A team of University of Texas at Dallas (UTD) researchers has discovered a “recipe” to increase the efficiency of solar cells made from organic materials.
The researchers published their study, a combination of experimental and theoretical investigations, in the Dec. 1, 2022, print issue of Nano Energy.
Solar panels, which generate electricity from solar radiation, could be a key factor in solving the global energy crisis, said William Vandenberghe, associate professor of materials science and engineering in the Erik Jonsson School of Engineering and Computer Science and a corresponding author of the study. Currently less than 3% of the electricity in the U.S. and less than 5% in Texas is generated using solar panels, according to the U.S. Energy Information Administration.
“If solar panels covered half a percent of the land in the U.S., they alone would be able to meet all our electricity needs,” Vandenberghe said. “The main roadblock to expanding the capacity of solar power is that solar panels remain too expensive.”
Organic solar cells (OSCs) could reduce the cost of solar panels because they are made with organic polymers and molecules instead of silicon. Although silicon is abundant in sand, purifying sand into high-grade silicon is a complex, costly and energy-intensive process. Most organic solar cells, however, are not as efficient as those made with silicon for poorly understood reasons.
Solar cells generate electricity by absorbing light particles, or photons, which energize electrons from their host atoms as part of a process that generates an electrical current.
Organic solar cells, which are more flexible and lightweight than silicon panels, are made of two materials: One is an electron donor, and the other is an electron acceptor.
“Optimizing the efficiency of these solar cells is like creating a new cake recipe — it involves a knowledgeable cook who knows how to tweak the ingredients, plus a bit of trial and error,” Vandenberghe said.
Early versions of organic solar cells, which were made of 50% donor and 50% acceptor materials, have drawbacks. The new cells, called dilute-donor cells, include as little as 1% to 5% donor material — like a few chocolate chips in a cake mix — and show promise for yielding high voltage and high current.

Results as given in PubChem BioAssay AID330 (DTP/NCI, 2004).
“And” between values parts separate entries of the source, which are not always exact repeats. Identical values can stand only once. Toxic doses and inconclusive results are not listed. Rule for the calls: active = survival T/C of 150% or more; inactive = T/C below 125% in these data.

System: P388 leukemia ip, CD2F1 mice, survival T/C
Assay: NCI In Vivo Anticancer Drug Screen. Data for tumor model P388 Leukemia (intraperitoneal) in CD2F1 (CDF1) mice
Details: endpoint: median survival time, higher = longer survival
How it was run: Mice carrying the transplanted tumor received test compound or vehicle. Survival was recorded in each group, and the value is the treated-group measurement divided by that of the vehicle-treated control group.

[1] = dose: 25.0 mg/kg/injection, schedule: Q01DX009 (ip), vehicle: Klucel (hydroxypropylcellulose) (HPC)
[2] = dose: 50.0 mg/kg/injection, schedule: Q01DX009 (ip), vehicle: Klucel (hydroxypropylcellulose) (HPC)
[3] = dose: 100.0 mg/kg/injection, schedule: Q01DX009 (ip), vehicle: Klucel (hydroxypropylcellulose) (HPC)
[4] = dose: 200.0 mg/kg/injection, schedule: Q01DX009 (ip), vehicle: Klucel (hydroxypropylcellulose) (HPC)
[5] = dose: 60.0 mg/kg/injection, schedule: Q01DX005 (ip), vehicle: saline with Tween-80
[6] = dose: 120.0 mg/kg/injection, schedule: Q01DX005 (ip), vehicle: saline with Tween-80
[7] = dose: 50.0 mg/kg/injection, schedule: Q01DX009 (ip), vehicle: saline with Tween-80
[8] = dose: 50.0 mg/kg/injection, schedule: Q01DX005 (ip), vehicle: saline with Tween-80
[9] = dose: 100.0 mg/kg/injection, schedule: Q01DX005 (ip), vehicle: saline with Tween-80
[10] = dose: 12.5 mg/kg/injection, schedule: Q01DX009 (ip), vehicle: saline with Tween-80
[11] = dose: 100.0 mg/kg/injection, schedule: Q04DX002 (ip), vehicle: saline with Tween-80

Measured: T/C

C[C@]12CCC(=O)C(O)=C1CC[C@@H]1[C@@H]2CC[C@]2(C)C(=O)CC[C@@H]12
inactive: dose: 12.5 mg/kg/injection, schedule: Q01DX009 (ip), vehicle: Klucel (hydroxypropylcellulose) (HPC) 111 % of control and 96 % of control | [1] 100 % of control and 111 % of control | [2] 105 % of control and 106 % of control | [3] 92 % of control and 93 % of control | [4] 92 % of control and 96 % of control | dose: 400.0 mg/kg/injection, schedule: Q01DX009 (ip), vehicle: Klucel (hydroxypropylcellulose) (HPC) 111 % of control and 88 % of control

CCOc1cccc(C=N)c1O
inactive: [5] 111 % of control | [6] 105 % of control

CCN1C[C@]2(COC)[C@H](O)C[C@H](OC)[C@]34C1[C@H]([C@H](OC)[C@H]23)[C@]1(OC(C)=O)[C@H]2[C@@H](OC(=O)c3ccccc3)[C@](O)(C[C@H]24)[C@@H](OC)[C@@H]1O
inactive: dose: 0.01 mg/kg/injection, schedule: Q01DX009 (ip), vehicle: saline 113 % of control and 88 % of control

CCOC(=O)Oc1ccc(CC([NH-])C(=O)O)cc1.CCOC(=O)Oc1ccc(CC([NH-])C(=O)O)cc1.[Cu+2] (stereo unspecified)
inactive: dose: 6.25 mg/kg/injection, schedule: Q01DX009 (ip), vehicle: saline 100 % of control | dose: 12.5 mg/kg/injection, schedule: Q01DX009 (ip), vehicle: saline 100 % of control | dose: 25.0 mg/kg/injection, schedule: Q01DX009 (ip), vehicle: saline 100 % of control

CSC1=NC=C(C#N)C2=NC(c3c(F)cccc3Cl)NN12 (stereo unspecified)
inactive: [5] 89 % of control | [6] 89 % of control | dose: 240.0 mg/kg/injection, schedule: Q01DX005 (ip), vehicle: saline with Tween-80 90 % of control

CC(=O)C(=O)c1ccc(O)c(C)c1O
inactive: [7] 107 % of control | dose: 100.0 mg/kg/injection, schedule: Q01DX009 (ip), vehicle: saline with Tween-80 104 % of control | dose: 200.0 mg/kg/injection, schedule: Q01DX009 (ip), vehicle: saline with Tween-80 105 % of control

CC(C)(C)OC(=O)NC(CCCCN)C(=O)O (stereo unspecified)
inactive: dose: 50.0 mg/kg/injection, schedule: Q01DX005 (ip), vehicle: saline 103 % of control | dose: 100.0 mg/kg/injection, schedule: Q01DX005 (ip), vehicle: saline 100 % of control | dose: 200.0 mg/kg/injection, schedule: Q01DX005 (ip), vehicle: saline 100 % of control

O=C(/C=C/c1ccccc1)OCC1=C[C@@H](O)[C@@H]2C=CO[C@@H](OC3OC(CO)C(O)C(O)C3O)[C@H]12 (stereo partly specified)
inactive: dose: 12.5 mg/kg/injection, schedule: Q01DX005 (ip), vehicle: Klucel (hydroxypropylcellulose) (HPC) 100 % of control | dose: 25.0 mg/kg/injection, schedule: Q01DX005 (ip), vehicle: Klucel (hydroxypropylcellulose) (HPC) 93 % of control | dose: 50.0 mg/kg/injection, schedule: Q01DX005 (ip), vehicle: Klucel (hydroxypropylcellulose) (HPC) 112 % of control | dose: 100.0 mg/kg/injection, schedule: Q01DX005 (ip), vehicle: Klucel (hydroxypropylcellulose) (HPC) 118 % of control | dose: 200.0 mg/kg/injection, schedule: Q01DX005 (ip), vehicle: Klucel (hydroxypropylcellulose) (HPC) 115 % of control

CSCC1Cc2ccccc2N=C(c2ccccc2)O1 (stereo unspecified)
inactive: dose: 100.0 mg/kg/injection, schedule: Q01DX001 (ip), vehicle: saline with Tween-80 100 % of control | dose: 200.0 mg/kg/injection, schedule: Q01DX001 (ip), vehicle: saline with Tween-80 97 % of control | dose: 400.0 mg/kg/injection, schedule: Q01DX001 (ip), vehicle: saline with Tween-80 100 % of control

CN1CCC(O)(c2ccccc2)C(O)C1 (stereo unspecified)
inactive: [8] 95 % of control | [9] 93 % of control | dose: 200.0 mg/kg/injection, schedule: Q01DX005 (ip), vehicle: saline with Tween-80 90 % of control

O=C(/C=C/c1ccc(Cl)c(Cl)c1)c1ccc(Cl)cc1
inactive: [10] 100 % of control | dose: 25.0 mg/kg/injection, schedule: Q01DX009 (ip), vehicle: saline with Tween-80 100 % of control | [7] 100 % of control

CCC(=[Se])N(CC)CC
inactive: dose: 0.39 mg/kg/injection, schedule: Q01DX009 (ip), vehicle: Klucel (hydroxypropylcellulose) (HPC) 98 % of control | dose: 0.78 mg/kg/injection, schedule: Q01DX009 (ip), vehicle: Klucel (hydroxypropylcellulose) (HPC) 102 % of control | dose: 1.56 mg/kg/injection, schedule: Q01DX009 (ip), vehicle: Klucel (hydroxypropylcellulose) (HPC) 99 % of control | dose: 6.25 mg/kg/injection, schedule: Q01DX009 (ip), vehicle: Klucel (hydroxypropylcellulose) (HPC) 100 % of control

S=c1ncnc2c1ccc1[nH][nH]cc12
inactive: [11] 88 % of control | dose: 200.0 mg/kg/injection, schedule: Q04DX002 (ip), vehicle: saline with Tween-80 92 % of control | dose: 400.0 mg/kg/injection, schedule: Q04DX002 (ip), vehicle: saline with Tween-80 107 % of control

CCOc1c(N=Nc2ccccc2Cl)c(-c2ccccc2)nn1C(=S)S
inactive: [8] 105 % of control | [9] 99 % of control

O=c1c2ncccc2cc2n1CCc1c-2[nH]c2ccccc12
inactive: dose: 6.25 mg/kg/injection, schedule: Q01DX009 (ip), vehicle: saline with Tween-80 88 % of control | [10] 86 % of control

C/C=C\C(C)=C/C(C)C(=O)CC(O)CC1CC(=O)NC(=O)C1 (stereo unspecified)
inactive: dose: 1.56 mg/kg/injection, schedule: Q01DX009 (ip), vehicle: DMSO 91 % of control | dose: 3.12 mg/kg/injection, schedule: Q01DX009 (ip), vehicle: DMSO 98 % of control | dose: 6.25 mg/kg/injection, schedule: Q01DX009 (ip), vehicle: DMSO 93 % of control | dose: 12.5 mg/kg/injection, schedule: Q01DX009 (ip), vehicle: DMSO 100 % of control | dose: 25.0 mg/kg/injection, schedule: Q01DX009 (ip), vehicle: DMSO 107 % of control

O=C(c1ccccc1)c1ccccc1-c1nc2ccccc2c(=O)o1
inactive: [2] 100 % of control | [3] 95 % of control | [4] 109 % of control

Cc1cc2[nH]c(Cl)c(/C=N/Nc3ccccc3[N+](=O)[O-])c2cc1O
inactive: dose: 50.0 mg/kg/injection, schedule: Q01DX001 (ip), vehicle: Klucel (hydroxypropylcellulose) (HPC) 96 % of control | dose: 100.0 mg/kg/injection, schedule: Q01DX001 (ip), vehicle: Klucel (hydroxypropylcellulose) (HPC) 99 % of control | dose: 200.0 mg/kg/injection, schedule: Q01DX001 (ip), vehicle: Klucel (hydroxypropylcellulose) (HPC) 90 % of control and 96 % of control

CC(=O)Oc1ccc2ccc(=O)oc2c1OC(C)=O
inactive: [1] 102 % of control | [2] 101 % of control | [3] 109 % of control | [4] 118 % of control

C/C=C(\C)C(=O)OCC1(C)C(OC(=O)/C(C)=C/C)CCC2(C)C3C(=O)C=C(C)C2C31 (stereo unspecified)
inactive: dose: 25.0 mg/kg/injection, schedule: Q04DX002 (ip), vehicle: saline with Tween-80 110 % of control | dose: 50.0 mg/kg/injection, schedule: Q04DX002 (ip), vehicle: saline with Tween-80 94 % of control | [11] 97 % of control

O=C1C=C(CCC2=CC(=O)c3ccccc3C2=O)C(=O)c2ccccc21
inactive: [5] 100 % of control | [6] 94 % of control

The findings are a result of a collaboration between Vandenberghe and co-corresponding author Julia W.P. Hsu, professor of materials science and engineering and holder of a TI Distinguished Chair in Nanoelectronics at UT Dallas.
In a project funded by the National Science Foundation, Hsu and Vandenberghe have been investigating how dilute-donor organic solar cells work and how to advance the technology. Hsu has conducted extensive research into solar energy, including on solar cells made from another material called halide perovskite.
“We need to have a portfolio of different types of renewable energy,” Hsu said.
Hsu’s experiments found differences in the efficiency of organic solar cells made with two types of donor molecules, but it was not clear why one performed better.
Using supercomputer simulations on the Lonestar5, Lonstar6, and the Stampede2 systems at the Texas Advanced Computing Center (TACC), the team discovered that they could make organic solar cells more efficient if they changed the shape of the donor material, or “chocolate,” from chips to strands.
“On a regular workstation, a scientist could simulate a handful of solar cell devices,” Vandenberghe said.
“Having access to a supercomputer, we can now investigate thousands of device configurations. In this particular research, we were able to simulate may different distributions of donor/acceptor solar cell configurations simultaneously. We also used supercomputing resources to calculate the electronic properties of molecules where the reduced computational time through parallelization enables us to investigate more and bigger molecules.”
While more research needs to be done to make organic solar cells viable, the UTD team’s findings advance a less understood property of organic solar cell technology called the fill factor, the ratio of the amount of power the cell could theoretically obtain to the actual current.